September 25, 2014


Articles by Dr. Erdman are for informational purposes, and are not to be taken as specific medical advice.

There has been a lot of news coverage on the Ebola outbreak in Africa over the last several months. On August 8, the WHO declared the Ebola outbreak an international public health emergency. For only the third time in history, the US CDC raised its level of emergency alertness to “Level 1.”

As of now, about 1,700 people have been infected and 952 have died in basically three areas of Africa: Guinea, Sierra Leone and Liberia.

The government says Ebola can be up to 90% lethal, but this outbreak has a death rate of about 55%, says Dr. Mercola.

What is Ebola? It is a virus with five subtypes or mutations identified. The first discovered and most common is Zaire Ebolavirus (ZEBOV), first found in 1976 and thought to be the most virulent. It is this strain causing the current epidemic.

The virus produces flu-like symptoms in the first 6 to 16 days of infection. Sudden onset of fever, diarrhea, headache, muscle pain, vomiting and abdominal pain are the initial symptoms. As the infection sets in, brain swelling, blood clotting disorders and secondary bacterial infections may occur. Hemorrhaging tends to begin four or five days after the onset of the initial symptoms. Bleeding at the throat, gums, lips and vagina are the most affected areas. Vomiting blood from GI bleeding may occur, with liver or multi-organ failure as the next worst step. The virus leads to severe immune suppression, but most deaths are attributed to dehydration caused by gastric problems. It isn’t pretty, that’s for sure.

According to my reading, Ebola is hosted by humans, various monkeys, chimpanzees, gorillas, baboons, two species of rodents, a species of shrew and three species of fruit bats. The current outbreak is thought to have started with bats or primates.

According to Fabian Leenderty, an epidemiologist and disease ecologist at the Robert Koch Institute in Berlin, the outbreak is spreading by contact with bodily fluids from an infected or dead person.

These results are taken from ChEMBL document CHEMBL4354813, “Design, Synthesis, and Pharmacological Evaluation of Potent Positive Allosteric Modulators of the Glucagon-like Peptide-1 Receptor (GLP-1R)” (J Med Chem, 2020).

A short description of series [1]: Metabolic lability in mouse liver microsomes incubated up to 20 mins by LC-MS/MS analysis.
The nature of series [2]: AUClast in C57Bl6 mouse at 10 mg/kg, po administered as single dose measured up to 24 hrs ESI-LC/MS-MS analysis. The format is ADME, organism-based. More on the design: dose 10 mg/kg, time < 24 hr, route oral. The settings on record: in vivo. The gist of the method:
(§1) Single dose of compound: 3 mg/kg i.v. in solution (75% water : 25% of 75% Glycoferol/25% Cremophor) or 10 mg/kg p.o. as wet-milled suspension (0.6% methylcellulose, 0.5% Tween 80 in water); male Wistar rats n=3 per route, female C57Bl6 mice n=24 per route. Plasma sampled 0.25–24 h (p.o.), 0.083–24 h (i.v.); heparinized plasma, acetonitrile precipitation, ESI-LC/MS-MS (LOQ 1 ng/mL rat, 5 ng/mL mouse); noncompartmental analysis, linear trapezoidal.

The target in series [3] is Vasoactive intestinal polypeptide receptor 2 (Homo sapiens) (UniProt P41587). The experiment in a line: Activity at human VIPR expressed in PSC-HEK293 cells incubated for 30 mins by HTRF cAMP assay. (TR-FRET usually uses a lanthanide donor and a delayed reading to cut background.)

He reports that Ebola doesn’t spread as easily as most think. He says it is directly person to person with close personal contact necessary.

He says researchers have “confirmed” that Ebola is not airborne. I have read research to the opposite though. On September 11, 2014, the New York Times printed a quote from Michael T. Osterhelm, the director for the Center for Infectious Disease Research and Policy at the University of Minnesota. He said this, “In 2012, a team of Canadian researchers proved that Ebola Zaire, the same virus that is causing the West Africa outbreak, could be transmitted by the respiratory route from pigs to monkeys, both of whose lungs are very similar to those of humans.” The pigs and monkeys were not able to ever touch each other. That is very troubling for obvious reasons.

There are several fast tracked vaccines in the works, but like other vaccines, I wouldn’t get anywhere near them. Fast tracked is another term for “not tested nearly enough.” Fear mongering is a lucrative business, especially for the vaccine companies. The last “Level 1” emergency was the swine flu back in 2009. That turned out to be a complete hype job, promoting a vaccine that had no good effect, yet caused a terrible sleeping disorder called “narcolepsy.”  It was a fast tracked vaccine.

I do believe Ebola is a scary virus in a third world country. As for here in the US, it is being hyped in my opinion. Basic care in a hospital to control hydration, and bleeding, and care to not infect health care workers will keep it from being an epidemic here. Having said that, I will not be found anywhere near a hospital if it ever does reach our home soil. I believe in the body’s ability to fight off most diseases, but I am also not in the habit of needlessly exposing myself to deadly things on purpose. 

The truth is that everyone that has survived Ebola so far has done so with their own immune system. There are no drugs or vaccines to date. Even the American doctor who survived by coming back to the US, did so by his own immune system. There is no evidence the vaccine or drug given him did any good, and we surely don’t know the ill effects it may have on him in the future.

Fortunately, Ebola is inactivated by UV radiation. That’s right, sunlight kills the virus? That’s why it won’t last long outside of a host, and won’t become the epidemic here that it is in Africa.

The best thing you can do is keep your immune system at full strength. Vitamin D is the key with Ebola, just as it is with the common flu and any other virus or bacteria. The best cure is not getting it in the first place.